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Last April 3, 2023, the U.K. Intellectual Property Office (UKIPO) published a Practice Amendment Notice (PAN) containing guidance for the classification of NFT related trademarks for virtual goods and services provided in the Metaverse.
Below we analyze its main contents.
UKIPO’s position on NFT related trademarks
In the recent period, the UKIPO has received an increasing number of trademark applications, especially concerning new non-fungible tokens (NFTs). Until now, there has been no specific rule in the UK about framing the terms “NFTs” and “virtual goods and services” more generally. However, these new guidelines are now intended to be applied immediately and, in particular, to provide more clarity about the above issues.
With this PAN, it has been determined that the term “NFT” alone no longer applies as a classification term since it would be inherently vague if lacking the indication of the good to which it refers. Instead, for example, the expression “digital art authenticated by the non-fungible token” would be considered non-generic and, therefore, eligible.
In any case, what is striking is the position taken by the UKIPO about the potential crossover between physical and virtual products. In fact, the guidelines move from the position that NFTs can be used for the purpose of authenticating anything and, therefore, not only digital goods. This means that virtual goods will be treated in the same way as physical goods.
Consequently, according to the UK NAP, products clearly defined as “authenticated by NFTs” will be able to be registered in the appropriate commodity class for those real goods.
With regard to services, on the other hand, the UKIPO clarified that there is no reason why a service capable of being delivered by virtual means cannot be delivered within the metaverse. Therefore, again, for example, “retail services related to the sale of virtual clothing, digital art, audio files, authenticated by non-fungible tokens” will no longer have to be registered under Class 9 but will also be accepted for Class 35, normally provided for real services.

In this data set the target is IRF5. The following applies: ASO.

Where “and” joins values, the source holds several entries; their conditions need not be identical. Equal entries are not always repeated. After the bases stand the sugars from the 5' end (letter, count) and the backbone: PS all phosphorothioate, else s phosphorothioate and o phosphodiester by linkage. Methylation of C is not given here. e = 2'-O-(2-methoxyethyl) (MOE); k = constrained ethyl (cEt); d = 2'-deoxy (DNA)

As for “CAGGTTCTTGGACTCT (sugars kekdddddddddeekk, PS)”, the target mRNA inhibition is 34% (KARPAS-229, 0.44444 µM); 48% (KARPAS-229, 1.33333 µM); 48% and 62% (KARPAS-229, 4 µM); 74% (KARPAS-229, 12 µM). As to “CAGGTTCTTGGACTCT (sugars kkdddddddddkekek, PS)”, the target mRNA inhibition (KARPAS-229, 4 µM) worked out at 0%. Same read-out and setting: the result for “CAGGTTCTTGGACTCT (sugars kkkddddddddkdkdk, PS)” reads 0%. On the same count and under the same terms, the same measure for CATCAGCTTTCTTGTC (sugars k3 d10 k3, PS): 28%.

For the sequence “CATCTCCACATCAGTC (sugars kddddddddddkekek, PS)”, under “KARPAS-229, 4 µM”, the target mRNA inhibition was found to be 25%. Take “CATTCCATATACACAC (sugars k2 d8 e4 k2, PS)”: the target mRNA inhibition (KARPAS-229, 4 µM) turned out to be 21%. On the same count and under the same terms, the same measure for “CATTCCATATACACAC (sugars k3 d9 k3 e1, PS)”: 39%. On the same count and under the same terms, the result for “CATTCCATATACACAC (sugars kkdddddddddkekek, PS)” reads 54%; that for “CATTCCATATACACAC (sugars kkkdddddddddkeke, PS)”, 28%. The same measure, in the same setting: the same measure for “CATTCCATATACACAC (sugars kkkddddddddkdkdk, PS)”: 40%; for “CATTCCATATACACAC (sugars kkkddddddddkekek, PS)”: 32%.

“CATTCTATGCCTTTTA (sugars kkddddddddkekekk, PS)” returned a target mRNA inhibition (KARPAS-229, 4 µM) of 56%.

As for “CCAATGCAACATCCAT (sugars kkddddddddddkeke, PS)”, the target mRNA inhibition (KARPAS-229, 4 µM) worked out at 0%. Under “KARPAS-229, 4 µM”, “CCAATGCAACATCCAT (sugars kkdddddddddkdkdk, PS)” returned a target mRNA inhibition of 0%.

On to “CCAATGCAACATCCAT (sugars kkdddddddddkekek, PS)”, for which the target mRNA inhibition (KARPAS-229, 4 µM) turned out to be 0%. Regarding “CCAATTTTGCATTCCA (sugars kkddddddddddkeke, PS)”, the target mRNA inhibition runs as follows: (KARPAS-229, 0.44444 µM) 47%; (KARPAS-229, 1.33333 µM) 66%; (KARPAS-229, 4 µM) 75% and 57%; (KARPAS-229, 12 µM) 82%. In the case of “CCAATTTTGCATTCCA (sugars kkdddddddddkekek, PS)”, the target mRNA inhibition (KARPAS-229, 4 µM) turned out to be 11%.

However, it is recognized that this type of approach may not be possible for all types of services in the metaverse. On this point, the NAP offers the example of food delivery, which is considered a service in class 43 in the physical world, but on the other hand, it is uncertain how such a service can actually be rendered and, therefore, how an avatar can “consume” food in the metaverse. So, for some types of services, it is not always obvious how these can be provided on digital platforms, and in this regard, the examiner will seek clarification.
Comparison with the EUIPO guidelines on NFTs
It should also be noted that last year, the European Union Intellectual Property Office (EUIPO) also issued similar guidance ahead of the 12th edition of the Nice Classification.
The position taken by the UKIPO seems to be in line with what is prescribed by European guidance regarding the generality and vagueness of the terms “NFT” only. In fact, recent cases have shown that the EUIPO tends to reject trademark applications filed for generic NFT terms, requiring the owners themselves to specify in detail the type of digital element that such NFT authenticates.
Opposite, however, is EUIPO’s position on the related crossover of virtual and real goods. In fact, at the time, the EUIPO had coined a special term for the inclusion of NFTs, namely the term “downloadable digital files authenticated by non-fungible tokens,” specifying that, in this way, similar virtual products and services could be registered exclusively in Class 9.
In conclusion, the position taken by the UKIPO seems to benefit English trademark owners even more than European trademark owners, as they, in order to avoid litigation related to the use of their sign in the Metaverse, will not be forced to resort to prior protection by registering their trademarks even in class 9.
On a similar topic, you may find the following guide useful “Metaverse, NFTs and their legal issues guide from DLA Piper“.